White Collar Criminal Defense

White Collar Criminal Defense

White collar criminal cases, especially at the federal level, are extremely complex and present unique difficulties. Elliott Sauter has represented executives and corporations in the most contentious of circumstances. Our years of experience as federal prosecutors let us understand the intricacies associated with white collar crimes.

White collar crimes are a complex set of criminal offenses. Unlike violent or sexual crimes, white collar crimes are normally crimes related to business transactions in regulated industries that are intentionally committed with the goal of financial gain. These crimes are typically executed by working professionals in business or government.

The federal government has increased its focus on white collar investigations in recent years. As the numbers of agents dedicated to investigating white collar offenses increases, so do the number of prosecutions.

White collar offenders may be prosecuted under both federal and state law, depending on the severity and complexity of their case. If a prosecution is being pursued under federal law, there are a variety of agencies (FBI, IRS, HHS, SEC, DOL, DOD) with a vast amount of resources at the government’s disposal.

Types of white collar crimes:

“White collar crime” is an umbrella term for a variety of crimes:

  • Conspiracy
  • Money Laundering
  • Identity Theft
  • Tax Evasion
  • Insider Trading
  • Public Corruption
  • Embezzlement
  • Insurance Fraud
  • Tax Fraud
  • Federal Program Fraud
  • Health Care Fraud (including Medicare and Medicaid Fraud)
  • Bankruptcy Fraud
  • Mail Fraud
  • Wire Fraud
  • Securities Fraud
  • Mortgage Fraud

What To Do If You Are Under Investigation

If you believe that you may be under investigation by the federal government, you should act with caution. Here are a few brief points that may help you better handle the situation:

Avoid Talking To Others
About Your Case

Doing so could jeopardize your defense in the case. The individual(s) you speak to may be asked to speak in court and/or be questioned by the federal government. Depending on the context of your conversation with them, you may also be charged with obstruction of justice.

Avoid Rash
Decision Making

Under growing tension and stress you may inadvertently create complications for your defense. The most common of which stems from individuals panicking and altering or altogether removing evidence, both in the form of computer files and physical documents. Do not destroy or alter evidence, regardless of whether or not it works in your favor. It is a crime. When you are facing the federal government, you should remember the amount of resources and tools they have. They can and will figure out if you have modified any potential evidence and doing so is a major red flag that may result in you being prosecuted for obstruction of justice (among other potential charges).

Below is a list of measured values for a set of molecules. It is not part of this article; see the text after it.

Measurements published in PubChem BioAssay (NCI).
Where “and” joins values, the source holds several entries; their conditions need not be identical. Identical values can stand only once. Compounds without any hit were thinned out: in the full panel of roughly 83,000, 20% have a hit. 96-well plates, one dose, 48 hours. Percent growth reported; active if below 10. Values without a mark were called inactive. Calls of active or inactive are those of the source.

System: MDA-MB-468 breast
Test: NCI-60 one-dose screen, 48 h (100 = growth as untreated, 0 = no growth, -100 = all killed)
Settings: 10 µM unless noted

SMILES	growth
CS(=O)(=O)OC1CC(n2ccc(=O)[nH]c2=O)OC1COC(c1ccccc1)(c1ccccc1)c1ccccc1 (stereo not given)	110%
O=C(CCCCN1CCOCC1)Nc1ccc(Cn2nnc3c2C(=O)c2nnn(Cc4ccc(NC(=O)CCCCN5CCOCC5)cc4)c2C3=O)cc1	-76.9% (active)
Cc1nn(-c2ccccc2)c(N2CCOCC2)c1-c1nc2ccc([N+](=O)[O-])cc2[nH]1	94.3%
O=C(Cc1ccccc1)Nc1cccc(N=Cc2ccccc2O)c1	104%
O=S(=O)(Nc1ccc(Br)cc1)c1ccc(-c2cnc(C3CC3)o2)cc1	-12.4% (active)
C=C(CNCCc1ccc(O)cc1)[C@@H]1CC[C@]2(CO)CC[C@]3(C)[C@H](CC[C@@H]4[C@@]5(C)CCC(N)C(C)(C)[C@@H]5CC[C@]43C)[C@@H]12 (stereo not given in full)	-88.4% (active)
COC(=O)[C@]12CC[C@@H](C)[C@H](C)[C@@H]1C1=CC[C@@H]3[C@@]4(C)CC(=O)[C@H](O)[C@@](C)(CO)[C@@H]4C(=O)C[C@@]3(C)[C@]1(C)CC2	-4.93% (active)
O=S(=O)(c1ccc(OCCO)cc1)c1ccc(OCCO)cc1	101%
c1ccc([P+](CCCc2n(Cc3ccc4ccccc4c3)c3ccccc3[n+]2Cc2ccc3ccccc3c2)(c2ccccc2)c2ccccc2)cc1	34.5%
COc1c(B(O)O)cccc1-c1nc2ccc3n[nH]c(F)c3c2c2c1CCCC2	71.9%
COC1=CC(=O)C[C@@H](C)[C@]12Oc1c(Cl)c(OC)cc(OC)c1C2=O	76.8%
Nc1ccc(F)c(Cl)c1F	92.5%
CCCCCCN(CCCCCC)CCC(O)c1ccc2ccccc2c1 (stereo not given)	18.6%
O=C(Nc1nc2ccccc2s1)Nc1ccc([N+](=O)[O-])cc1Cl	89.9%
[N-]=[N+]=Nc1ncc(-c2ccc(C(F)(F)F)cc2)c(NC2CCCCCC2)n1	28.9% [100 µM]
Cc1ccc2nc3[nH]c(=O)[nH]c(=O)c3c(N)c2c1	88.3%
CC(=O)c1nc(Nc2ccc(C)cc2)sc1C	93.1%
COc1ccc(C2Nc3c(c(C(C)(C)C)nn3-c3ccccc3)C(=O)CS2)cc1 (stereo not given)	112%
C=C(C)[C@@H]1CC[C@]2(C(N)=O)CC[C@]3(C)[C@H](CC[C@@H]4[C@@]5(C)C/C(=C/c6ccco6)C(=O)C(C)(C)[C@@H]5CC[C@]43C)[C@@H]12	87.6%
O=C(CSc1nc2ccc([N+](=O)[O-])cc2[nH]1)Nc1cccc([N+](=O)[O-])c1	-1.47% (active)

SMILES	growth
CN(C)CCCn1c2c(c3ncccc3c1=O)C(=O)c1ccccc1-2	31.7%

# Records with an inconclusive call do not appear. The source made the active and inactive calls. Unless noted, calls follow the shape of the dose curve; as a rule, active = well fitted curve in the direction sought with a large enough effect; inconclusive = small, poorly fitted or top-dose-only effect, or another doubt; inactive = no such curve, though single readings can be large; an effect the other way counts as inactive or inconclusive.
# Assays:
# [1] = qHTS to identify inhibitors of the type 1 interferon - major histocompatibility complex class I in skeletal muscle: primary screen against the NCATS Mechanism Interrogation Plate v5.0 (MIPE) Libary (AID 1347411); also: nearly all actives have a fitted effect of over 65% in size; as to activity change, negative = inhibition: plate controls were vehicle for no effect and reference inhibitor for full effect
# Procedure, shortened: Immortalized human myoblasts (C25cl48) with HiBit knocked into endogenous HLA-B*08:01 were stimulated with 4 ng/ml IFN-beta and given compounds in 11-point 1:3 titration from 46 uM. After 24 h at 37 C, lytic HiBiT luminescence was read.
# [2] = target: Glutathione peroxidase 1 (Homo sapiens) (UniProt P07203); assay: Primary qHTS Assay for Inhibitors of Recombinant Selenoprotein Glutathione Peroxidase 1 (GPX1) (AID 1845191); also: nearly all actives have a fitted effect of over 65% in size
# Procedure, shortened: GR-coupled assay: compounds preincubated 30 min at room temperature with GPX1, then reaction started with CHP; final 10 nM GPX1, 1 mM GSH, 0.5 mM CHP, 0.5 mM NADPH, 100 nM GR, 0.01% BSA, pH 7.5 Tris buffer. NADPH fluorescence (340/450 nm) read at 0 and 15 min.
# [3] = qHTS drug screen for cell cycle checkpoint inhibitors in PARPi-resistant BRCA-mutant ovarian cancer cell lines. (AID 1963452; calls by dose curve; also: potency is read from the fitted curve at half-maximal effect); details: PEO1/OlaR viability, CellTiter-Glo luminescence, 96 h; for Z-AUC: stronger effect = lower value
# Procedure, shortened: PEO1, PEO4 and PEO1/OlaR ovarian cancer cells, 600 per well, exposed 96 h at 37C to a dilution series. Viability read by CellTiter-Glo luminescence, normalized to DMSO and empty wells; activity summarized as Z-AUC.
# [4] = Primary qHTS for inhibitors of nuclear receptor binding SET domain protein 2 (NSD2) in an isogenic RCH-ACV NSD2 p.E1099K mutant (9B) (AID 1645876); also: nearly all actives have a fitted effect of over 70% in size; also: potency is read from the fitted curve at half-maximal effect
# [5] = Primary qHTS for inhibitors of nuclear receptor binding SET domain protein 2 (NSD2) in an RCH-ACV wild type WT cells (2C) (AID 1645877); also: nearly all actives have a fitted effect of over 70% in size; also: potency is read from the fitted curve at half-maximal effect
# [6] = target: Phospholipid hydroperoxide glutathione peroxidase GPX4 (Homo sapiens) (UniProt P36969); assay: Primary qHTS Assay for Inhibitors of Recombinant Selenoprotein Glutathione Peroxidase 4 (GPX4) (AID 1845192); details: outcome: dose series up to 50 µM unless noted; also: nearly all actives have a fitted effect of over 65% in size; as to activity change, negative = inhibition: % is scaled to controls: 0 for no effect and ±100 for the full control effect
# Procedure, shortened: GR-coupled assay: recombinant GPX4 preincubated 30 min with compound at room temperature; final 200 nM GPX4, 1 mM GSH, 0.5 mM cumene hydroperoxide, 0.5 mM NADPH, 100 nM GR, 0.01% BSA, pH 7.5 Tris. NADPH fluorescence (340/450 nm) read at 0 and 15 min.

It is also important to understand that you are not obligated to speak with federal agents and that if you are approached you should contact an attorney immediately. However, if you do speak with agents, do not to lie. Lying will only create future (and sometimes immediate) problems in your case.

Preparing A Defense

Individuals accused of a white collar crime are often unaware of any wrongdoing — liability in these matters often turns on the interpretation of highly technical regulatory guidance and small misunderstandings can have big consequences. Targets of investigations are often surprised to learn what conduct the government views as potentially criminal. Similarly, the division of labor in complex corporate structures means that many individuals involved in potentially problematic practices do not have full access to all the information that would allow them to appreciate the true implications of their individual conduct.

If you have been falsely accused of committing a white collar crime or are somehow involved in one, it’s important that you engage yourself with an experienced and dedicated attorney.
Our proactive approach to your defense starts with a detailed account of your investigation. For us to pursue the best plan based on your specific circumstances we need to understand the full scope of the case.

Whatever your role in the investigation, you need to know your options. Often, federal white collar criminal cases are intertwined with civil cases. You want an experienced attorney who understands both sides of this process to help you find the best available option.

The best thing to do before any action is to consult with an experienced attorney.


Elliott Sauter, PLLC

Our former federal prosecutors and healthcare attorneys are ready to assist.

Call us or complete the form with your case information to speak with an attorney today.


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